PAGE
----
Business of Cartooning Steve Bissette

Work for Hire – The Fallout

2013: Man of Steel - Budget alone: $225 Million
2013: Man of Steel – Budget alone: $225 Million
1938: $130 check from DC to Siegel &  Shuster signing over  the exclusive rights to Superman.
1938: $130 check from DC to Siegel & Shuster signing over the exclusive rights to Superman.

For more on that check (which recently sold at auction for $160,000), see Andy Khouri’s piece on the Comics Alliance blog.

From the Graphic Artist Guild:

buy Pregabalin online Work For Hire:
For copyright purposes, “work for hire” or similar expressions such as “done-for-hire” or “for-hire” signify that the commissioning party is the owner of the copyright of the artwork as if the commissioning party has, in fact, been the artist. Work for hire strips you not only of the rights but of authorship; the buyer is the author under the law.

The Graphic Artists Guild is unalterably opposed to work for hire contracts.


For most of my professional career I have worked under work for hire contracts. When you work on a character that a company owns all the rights to – like DC, Marvel, King Features – that’s the deal.

Having gone to the Kubert School, Joe Kubert’s advice was to go in with your eyes wide open – understand what you’re signing and use the recognition of working on an established character as a foot in the door for other work. Unfortunately, understanding what you’re signing does not take away from how one-sided these contracts are.

Former National Cartoonist Society president and Mad Magazine artist, Tom Richmond has an in-depth blog post on the subject in which he states:

Illustration groups like the Graphic Artists Guild and the Society of Illustrators rightly disdain WFH agreements and widely suggest illustrators refuse to work under WFH agreements. That makes sense in a perfect world, but sometimes in the real world a WFH agreement is a necessary evil.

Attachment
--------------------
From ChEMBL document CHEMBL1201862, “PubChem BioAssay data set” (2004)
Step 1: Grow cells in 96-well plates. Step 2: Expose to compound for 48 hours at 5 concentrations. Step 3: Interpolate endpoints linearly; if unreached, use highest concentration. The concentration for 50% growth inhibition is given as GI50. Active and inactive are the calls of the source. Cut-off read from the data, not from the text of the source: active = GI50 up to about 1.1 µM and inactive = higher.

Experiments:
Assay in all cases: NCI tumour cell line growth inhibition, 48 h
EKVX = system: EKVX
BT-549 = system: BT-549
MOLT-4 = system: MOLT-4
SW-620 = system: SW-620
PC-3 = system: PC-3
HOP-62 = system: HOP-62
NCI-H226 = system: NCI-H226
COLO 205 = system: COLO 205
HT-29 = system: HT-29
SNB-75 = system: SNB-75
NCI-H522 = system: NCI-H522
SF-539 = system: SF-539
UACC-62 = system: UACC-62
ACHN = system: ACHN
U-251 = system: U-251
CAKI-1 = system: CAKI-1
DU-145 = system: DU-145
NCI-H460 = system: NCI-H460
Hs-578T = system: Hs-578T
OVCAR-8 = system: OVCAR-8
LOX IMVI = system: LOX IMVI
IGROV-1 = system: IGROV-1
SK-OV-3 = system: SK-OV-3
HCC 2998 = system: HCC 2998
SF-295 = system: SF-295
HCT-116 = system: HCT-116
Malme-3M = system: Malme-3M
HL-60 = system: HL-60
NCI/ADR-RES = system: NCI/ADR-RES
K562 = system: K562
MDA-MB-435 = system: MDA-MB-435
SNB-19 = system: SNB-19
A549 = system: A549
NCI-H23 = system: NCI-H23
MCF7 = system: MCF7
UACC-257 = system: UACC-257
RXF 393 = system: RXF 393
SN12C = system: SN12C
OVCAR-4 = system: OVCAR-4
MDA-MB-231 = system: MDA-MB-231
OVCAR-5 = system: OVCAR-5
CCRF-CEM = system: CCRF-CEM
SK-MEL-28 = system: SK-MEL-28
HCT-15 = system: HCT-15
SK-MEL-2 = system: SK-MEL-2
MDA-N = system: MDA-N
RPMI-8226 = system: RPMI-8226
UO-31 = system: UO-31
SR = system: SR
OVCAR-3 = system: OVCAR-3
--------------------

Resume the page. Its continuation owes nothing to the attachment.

I think you have to realistically assess the amount of risk you are taking in doing a WFH job compared to not doing it.

For Steve Bissette (Swamp Thing, Tyrant, Taboo, and past instructor at The Center for Cartoon Studies) a picture is worth a thousand words.

Click on the cartoon to read more of Bissette’s thoughts on the subject.


With the current crop of movies being released, there’s been a steady stream of properties owned by DC (Time Warner) and Marvel (Disney) making record profits. The Avengers global box office alone has been over one billion dollars.

The Avengers - $1 Billion In Global Box Office Grosses.

Under work for hire, the artists who created these characters don’t receive a penny.

Steve Bissette and James Sturm’s response to this unfair practice, in particular to how comics legend Jack Kirby was treated, is to stop rewarding the corporations that do this by boycotting their products.

Update: In September of 2014 a Settlement was reached between Marvel and the Jack Kirby Estate.

The following is a list of cautionary tales, from the creators of Superman on down…

Jerry Siegel and Joe Shuster

More Artists/Creators

The take away from all this as a freelancer? Know your rights and know your options. If you want to work in this profession you have to learn the business side of the industry so as not to be taken advantage of.



For more info – including contracts, self-publishing and other resources – you can check out my previous post: The Business of Cartooning.

By Jim Keefe

Jim Keefe is the current artist of the Sally Forth comic strip. From 1996-2003 he was the writer and artist of the Flash Gordon comic strip. A graduate of the Joe Kubert School, Keefe likewise teaches Comic Art. Teaching and speaking engagements include SVA in Manhattan, Hofstra’s UCCE Youth Programs, and most recently the Minneapolis College of Art and Design.